Dohrn, for her part, failed to appear in court for her assault charges in Chicago, and opted instead to become, along with Ayers, a fugitive from justice, spending a decade on the lam. During that time, she was indicted for inciting a riot, and both she and Ayers were charged with a conspiracy to bomb police stations and other government buildings. The charges against Dohrn and Ayers were later dropped, not because of their innocence, but due to the government’s bungling of the case. Dohrn resurfaced in 1980, surrendering to the police and pleading guilty to charges of aggravated battery and bail jumping, for which she received 3 years probation and was ordered to pay a fine of $1500.
Two years later, Dohrn served seven months in jail for refusing to testify in front of the grand jury investigating a Brinks truck robbery in which another member of the Weathermen, Susan Rosenberg allegedly drove the getaway car. Dohrn chose not to cooperate with the government, claiming that the grand jury system was “illegal” and “coercive.” By 1984, however, Dohrn was ready to reenter the legal profession. She took, and passed, the New York State bar exam, and was hired by a major law firm. The Character Committee of the New York Bar Association, however, denied Dohrn’s admission application, citing her questionable commitment to the rule of law.
But Northwestern apparently has a lesser standard for its law faculty. Indeed, one does not need a law license to teach law, which is good for Dohrn, because judging from her experience with the New York Bar Association, she has likely disqualified herself from practicing law in any U.S. jurisdiction. In fact, she told the New York Times that she has yet to apply for admission to the Illinois Bar Association, despite running her Children and Family Justice Clinic.
Yet Northwestern is not the only institution to lend some legitimacy to Dohrn’s career, despite knowledge of her past as a terrorist icon. Dohrn is the co-chair of the American Bar Association's Task Force on Children. Although the ABA is a policy and advocacy group and does not license attorneys, it is still a major force in America’s legal system. And the foundation of no less than the most generous contributor to the Democratic Party touts Dohrn as a “nationally renowned professor, advocate, and author,” with absolutely no mention of what she is most known for: her leadership position in a homegrown terrorist group.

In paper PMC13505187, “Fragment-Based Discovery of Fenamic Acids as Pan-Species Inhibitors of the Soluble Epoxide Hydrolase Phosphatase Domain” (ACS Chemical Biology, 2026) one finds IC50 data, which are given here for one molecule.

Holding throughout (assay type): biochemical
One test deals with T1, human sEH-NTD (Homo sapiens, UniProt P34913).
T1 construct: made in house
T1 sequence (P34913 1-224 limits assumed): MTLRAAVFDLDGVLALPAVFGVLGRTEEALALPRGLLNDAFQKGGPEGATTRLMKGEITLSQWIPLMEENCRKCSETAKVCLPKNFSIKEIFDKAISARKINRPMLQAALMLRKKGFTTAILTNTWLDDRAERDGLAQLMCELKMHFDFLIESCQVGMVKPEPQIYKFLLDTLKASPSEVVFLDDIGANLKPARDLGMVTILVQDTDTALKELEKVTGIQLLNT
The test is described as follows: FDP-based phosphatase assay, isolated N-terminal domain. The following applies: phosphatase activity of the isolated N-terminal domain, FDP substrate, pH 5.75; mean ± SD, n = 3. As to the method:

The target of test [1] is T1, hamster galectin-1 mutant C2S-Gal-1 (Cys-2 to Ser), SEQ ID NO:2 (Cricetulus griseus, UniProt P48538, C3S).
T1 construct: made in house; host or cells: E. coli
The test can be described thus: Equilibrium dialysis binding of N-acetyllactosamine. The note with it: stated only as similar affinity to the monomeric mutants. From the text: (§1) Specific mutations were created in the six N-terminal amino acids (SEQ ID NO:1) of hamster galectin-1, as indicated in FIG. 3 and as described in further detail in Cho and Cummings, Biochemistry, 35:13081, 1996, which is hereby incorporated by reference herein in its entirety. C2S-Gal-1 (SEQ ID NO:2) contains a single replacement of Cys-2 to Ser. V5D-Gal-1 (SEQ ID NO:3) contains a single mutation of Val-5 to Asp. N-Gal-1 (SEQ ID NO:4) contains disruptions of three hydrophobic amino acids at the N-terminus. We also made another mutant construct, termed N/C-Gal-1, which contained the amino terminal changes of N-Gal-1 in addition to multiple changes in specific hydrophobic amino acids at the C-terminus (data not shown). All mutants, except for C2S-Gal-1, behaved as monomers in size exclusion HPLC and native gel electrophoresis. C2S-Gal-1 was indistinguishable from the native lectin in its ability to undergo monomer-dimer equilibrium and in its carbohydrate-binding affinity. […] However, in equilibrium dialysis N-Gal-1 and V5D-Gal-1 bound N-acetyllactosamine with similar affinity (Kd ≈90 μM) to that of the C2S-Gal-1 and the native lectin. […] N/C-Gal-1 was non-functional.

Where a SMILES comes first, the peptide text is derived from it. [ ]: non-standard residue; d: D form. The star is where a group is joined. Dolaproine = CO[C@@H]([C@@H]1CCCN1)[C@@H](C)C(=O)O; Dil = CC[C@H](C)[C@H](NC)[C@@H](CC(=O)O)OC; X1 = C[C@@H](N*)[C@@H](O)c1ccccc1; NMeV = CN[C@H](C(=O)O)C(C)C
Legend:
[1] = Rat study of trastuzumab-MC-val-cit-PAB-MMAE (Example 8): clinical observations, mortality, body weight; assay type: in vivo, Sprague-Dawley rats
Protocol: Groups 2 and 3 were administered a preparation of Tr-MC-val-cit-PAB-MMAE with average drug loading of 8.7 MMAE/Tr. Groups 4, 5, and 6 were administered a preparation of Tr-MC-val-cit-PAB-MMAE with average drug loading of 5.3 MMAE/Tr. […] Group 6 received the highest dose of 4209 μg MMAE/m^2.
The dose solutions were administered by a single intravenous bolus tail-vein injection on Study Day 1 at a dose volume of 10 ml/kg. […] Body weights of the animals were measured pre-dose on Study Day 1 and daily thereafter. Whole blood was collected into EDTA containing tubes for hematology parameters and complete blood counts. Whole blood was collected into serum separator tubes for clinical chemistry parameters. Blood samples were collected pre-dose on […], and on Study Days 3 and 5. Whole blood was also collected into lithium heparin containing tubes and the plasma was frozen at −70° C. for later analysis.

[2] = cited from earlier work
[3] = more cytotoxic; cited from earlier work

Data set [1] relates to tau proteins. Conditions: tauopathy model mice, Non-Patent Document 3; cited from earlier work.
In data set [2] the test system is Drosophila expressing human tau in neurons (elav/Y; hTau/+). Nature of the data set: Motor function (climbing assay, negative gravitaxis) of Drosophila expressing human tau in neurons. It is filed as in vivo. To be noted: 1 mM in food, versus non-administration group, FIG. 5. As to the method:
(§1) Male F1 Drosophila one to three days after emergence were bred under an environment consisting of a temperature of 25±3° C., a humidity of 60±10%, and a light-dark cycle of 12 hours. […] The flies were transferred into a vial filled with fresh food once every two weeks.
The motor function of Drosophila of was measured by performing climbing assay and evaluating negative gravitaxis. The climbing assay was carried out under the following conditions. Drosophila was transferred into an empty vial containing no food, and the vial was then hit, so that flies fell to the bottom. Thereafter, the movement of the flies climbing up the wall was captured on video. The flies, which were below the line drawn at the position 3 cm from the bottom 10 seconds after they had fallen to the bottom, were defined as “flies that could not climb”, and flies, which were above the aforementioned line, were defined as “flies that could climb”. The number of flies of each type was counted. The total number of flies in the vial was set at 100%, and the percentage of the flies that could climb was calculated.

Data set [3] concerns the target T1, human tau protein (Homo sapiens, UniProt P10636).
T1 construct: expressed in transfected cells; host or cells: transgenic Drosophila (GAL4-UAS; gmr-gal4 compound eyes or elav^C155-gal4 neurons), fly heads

In addition to her oversight of the Family Justice Clinic, Dohrn also taught a class in 2003 titled Children in Trouble with the Law (she has more than her fair share of first hand experience in the matter) and this Spring is teaching a class called Children and Human Rights. Her main agenda has been to argue for relaxing and rolling back the rules that many educators and citizens deem necessary to protect young children in an academic environment, which has unfortunately all too often become dangerous and fraught with peril because of increased gang activity. Yet one of America’s finest law schools has tapped an individual, whom the New York Bar Association deemed unfit to practice law due to a lack of understanding and commitment to justice and the rule of law, to educate the next generation of attorneys about the best way to safeguard children.
Due largely to outside pressure, both the administration of Hamilton College and University of Colorado Board of Regents are reviewing the policies that led to their courtship of terrorist sympathizer Ward Churchill. But, as evidenced by Bernardine Dohrn’s ascension at the Northwestern University School of Law, such introspection and accountability remains largely unwelcome at our institutions of higher learning.
 Dinitia Smith, “No Regrets for a Love Of Explosives; In a Memoir of Sorts, a War Protester Talks of Life With the Weathermen” New York Times, September 11, 2001.
 Susan Chira, “AT HOME WITH: Bernadine Dohrn; Same Passion, New Tactics,” New York Times, November 18, 1993.